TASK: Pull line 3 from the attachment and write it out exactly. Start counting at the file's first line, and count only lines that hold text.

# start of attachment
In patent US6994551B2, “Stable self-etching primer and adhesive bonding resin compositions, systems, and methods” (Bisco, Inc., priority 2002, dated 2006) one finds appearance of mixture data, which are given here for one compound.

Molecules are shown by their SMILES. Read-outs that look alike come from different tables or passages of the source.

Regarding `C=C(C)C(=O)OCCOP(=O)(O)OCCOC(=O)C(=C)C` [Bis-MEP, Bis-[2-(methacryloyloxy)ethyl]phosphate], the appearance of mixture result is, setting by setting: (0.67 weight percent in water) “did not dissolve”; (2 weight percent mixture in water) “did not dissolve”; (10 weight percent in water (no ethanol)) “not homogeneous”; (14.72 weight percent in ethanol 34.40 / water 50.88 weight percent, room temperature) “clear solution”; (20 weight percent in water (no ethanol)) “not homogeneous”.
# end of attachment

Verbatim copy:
Regarding `C=C(C)C(=O)OCCOP(=O)(O)OCCOC(=O)C(=C)C` [Bis-MEP, Bis-[2-(methacryloyloxy)ethyl]phosphate], the appearance of mixture result is, setting by setting: (0.67 weight percent in water) “did not dissolve”; (2 weight percent mixture in water) “did not dissolve”; (10 weight percent in water (no ethanol)) “not homogeneous”; (14.72 weight percent in ethanol 34.40 / water 50.88 weight percent, room temperature) “clear solution”; (20 weight percent in water (no ethanol)) “not homogeneous”.